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Fake Scarcity

When people think of economics they think of studying money. However, economics extends beyond this. Economics studies the division of (scarce) resources. As a result, scarcity, a lack of resources, is a very interesting topic in economics, but it far extends money.

Imagine you’re in a restaurant. You are reading the menu, trying to decide what to have. Then your eye falls on the “specials.” Dishes that are only made in this restaurant, and can’t be had anywhere else. Or dishes that have limited availability, quantity or timewise. You can have the veal today, but not tomorrow.

Let me give you a second scenario. OnePlus is a Chinese smartphone provider that released their first phone, the OnePlus One, about five years ago. Although the specs were lined out on their site and available to all, the company had nothing really going for it. The smartphone market is massively competitive and close to being saturated. If you want to enter, you need to compete with a capital “C.” Now OnePlus could have pulled all the stops: the best specs, celebrity endorsements, online marketing (read: spam). But no, instead of bludgeoning us all to death with it, they provided to only a few. The OnePlus’ release was limited in quantity. Not only that, only the people who had bought from the first batch were able to provide a maximum of three others with an invite to buy the phone. No invite, no phone!

The strategy of OnePlus might seem incredibly counterintuitive of the aggressive marketing strategies that we are used to. However, from a behavioural economics perspective, it makes a lot of sense. As with the restaurant example, when putting an air of urgency or exclusivity around a product or service, people tend to want it more. People can experience serious FOMO: fear of missing out. It is a massive decision driver. The fear of potentially missing something great is too much for many. It’s a way to ensure we will never have to face another person with the sentence: “No, I did not try that.” And them responding with: “What a shame, it was the best thing I have ever experienced.” The negative feelings experienced then are often too much for many.

Letting exclusivity influence our decision-making is not necessarily an issue. In the restaurant example, the reasoning is that you can always come back to try another “standard” dish. Which is perfectly correct reasoning, if you were planning or are likely to go back to the restaurant. And if the dish was actually exclusive, because often, this is just another marketing ploy. How do I know this? A waiter in Ljubljana, Slovenia told me the restaurant he worked at had already served the “exclusive” veal for five years. That’s not something they casually tell us tourists!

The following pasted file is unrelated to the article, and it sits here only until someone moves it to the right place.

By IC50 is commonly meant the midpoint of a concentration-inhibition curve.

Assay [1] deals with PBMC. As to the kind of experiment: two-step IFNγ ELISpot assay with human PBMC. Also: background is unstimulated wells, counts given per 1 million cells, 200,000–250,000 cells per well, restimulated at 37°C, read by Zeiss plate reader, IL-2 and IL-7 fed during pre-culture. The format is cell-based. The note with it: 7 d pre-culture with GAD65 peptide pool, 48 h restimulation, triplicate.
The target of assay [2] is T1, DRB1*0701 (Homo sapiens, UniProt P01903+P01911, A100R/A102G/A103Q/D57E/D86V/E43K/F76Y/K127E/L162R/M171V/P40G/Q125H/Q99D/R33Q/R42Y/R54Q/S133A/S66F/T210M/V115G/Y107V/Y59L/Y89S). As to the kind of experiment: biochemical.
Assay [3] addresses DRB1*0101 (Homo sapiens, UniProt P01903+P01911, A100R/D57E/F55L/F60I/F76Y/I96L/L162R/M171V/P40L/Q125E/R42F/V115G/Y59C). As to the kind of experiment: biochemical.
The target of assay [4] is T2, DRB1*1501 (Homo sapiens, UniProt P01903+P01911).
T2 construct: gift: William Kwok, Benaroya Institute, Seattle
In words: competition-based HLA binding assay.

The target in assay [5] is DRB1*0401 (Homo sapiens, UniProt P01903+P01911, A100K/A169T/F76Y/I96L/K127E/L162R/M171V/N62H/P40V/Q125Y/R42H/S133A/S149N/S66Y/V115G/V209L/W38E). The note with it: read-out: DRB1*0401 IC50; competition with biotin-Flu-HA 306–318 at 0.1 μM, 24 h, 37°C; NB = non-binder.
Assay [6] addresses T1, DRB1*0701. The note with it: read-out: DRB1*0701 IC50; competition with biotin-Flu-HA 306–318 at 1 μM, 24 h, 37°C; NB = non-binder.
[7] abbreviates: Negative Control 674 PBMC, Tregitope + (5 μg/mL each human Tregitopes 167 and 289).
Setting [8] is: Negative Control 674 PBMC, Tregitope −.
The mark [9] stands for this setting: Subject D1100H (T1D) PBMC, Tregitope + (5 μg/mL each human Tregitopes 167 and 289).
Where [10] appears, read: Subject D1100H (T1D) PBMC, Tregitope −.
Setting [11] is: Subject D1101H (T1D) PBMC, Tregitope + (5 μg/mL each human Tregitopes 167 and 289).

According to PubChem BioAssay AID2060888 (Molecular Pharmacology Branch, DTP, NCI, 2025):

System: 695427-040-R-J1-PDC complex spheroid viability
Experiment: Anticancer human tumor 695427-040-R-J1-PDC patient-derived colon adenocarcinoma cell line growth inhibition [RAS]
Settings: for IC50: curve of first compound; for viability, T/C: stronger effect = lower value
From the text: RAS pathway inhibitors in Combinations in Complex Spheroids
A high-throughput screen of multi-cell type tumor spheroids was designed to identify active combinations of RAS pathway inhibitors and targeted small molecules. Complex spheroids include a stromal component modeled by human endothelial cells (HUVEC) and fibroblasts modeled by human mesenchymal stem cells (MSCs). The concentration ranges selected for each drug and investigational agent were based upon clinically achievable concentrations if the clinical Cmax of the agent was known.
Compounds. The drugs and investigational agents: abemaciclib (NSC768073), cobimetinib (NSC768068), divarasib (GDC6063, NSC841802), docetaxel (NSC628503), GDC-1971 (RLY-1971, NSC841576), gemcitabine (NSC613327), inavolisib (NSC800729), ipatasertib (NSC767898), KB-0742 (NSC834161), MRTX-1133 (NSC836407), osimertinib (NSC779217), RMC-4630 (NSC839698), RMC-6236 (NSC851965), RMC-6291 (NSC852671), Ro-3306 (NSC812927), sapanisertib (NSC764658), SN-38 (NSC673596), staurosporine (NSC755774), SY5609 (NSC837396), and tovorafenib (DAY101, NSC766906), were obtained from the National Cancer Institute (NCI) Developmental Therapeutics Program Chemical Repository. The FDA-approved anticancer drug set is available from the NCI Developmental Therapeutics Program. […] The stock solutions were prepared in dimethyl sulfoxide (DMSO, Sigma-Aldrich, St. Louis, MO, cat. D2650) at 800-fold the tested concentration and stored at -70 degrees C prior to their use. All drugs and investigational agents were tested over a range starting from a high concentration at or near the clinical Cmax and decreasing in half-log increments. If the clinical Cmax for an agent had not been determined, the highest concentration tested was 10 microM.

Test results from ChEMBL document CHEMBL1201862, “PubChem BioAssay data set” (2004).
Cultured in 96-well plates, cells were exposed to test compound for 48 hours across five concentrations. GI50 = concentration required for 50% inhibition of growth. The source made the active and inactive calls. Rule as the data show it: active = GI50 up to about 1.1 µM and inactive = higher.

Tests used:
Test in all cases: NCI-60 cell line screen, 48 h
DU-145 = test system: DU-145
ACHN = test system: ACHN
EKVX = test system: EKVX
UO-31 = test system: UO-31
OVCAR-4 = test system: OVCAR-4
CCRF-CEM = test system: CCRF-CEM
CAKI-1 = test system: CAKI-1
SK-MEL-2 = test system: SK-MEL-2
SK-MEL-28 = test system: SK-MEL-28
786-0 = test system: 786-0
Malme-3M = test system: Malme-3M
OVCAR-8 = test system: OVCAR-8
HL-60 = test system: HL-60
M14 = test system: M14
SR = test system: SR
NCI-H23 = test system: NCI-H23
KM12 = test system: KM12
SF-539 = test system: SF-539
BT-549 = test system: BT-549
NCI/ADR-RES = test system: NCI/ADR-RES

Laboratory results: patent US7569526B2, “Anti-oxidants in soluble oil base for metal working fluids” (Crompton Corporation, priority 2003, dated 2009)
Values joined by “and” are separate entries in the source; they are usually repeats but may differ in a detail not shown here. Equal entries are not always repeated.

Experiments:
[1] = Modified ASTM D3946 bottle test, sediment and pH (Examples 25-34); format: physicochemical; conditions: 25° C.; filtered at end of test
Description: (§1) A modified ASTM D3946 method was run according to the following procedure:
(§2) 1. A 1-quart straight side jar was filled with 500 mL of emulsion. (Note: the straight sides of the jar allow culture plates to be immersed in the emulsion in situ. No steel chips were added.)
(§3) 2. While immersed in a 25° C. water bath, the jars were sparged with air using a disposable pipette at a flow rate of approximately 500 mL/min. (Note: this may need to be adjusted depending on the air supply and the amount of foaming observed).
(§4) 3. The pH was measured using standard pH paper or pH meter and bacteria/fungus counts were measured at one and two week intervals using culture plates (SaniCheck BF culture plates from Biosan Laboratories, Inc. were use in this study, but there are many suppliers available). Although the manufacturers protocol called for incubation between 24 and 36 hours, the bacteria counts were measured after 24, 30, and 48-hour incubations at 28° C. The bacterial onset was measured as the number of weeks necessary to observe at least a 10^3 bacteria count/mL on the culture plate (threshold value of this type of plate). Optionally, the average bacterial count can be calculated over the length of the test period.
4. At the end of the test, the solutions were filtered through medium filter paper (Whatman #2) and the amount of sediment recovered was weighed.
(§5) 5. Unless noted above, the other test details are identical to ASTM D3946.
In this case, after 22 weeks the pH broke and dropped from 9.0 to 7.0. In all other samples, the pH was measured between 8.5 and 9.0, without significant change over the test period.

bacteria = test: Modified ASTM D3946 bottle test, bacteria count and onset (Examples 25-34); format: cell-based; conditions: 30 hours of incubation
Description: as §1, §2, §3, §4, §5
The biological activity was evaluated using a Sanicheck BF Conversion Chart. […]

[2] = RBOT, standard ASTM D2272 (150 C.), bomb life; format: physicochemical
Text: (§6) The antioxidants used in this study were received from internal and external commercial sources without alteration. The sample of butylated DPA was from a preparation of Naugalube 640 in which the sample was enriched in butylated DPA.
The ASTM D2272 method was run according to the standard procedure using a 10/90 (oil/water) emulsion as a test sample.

When it comes to negotiating strategies, urgency can make or break a deal. I have once heard the story of someone trying to sell a car. He posted it online, there was demand, people wanted to come see the car. He planned slots for people to see the car. Trick is, he planned the slots with slight overlap. When one person was at the end of their appointment, weighing costs and benefits having “experienced” the car, the next person would already turn up. Both possible new owners would meet each other. They would realise that another was vying for something they wanted, or at least, considered wanting. Humans are competitive. Becoming the new owner of the car was almost a competition. The statement: “there is a lot of demand,” works even better if you can actually see the demand. In front of you, checking out what is supposed to be your car. All of a sudden, without having fully conceived the notion in your mind, you are shaking the hand of the previous owner, making sure you get to the car first. Sucker.

I’m not hating the strategy. I’m loving it. God knows how often it got to me, if I wasn’t so damn indecisive! Who would have thought that would ever be an asset?! Anyway, the strategy works. OnePlus has released the OnePlus Six and it is as successful as its previous phones. It has become a serious competitor within the smartphone market. To be honest, besides its initial exclusivity, it’s a good brand with a very competitive pricing, so its success is not too farfetched. But that initial invite-system gave the phone the hype it needed to make an impact. It differentiated OnePlus enough to give it a solid start. Round of applause please.

Going from the company to the consumer side: let’s focus on you again. When people try to sell you something with time constraints: “buy now, the deal will be over tomorrow,” or exclusivity: “we are only selling 100 items. Buy now to be one of the lucky few!” You might want to take it with a grain of salt. Most of the time, this will just be marketing ploys. Nothing more. If I go back to Ljubljana now, that veal will still be on the menu. Admittedly, I did really enjoy it. And before you ask, yes, I do have a OnePlus phone, which I am also very happy with. I will stay with this brand for quite a while. I never said I was immune to the trick. I too, tongue in cheek, want to be one of the lucky few!

I have mentioned negotiation tactics in this article. Next article I will fully dedicate to my favourite negotiation tactic: shutting up. Yes, you read that right. The next article will be about the power of silence. Silence as a tool for getting what you want!


Behavioural Science

Personal Finance



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